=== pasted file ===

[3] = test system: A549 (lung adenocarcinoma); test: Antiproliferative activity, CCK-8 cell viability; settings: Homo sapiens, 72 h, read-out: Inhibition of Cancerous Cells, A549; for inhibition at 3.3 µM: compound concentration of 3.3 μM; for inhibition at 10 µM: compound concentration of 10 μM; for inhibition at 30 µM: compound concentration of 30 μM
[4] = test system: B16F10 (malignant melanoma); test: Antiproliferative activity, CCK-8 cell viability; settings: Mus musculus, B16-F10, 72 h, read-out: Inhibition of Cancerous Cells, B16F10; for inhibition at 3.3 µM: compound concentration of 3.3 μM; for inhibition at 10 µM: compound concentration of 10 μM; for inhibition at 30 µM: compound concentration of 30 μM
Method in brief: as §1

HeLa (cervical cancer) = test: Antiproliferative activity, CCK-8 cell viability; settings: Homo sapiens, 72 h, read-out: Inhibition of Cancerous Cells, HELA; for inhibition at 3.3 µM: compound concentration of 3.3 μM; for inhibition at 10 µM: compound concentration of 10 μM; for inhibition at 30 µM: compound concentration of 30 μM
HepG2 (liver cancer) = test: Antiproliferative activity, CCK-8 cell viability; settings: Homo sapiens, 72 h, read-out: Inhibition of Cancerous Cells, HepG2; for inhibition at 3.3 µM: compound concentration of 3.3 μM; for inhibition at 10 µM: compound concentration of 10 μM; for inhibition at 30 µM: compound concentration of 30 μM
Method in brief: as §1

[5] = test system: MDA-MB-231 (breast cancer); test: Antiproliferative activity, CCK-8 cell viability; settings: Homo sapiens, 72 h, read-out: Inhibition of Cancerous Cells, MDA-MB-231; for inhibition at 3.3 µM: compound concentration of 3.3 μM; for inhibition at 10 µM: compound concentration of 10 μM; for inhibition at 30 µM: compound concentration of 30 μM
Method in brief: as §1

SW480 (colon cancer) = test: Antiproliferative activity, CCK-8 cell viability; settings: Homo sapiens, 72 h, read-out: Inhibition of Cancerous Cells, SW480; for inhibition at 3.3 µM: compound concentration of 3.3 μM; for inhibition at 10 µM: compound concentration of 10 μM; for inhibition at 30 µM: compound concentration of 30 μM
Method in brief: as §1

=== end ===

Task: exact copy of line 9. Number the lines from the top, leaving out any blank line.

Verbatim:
SW480 (colon cancer) = test: Antiproliferative activity, CCK-8 cell viability; settings: Homo sapiens, 72 h, read-out: Inhibition of Cancerous Cells, SW480; for inhibition at 3.3 µM: compound concentration of 3.3 μM; for inhibition at 10 µM: compound concentration of 10 μM; for inhibition at 30 µM: compound concentration of 30 μM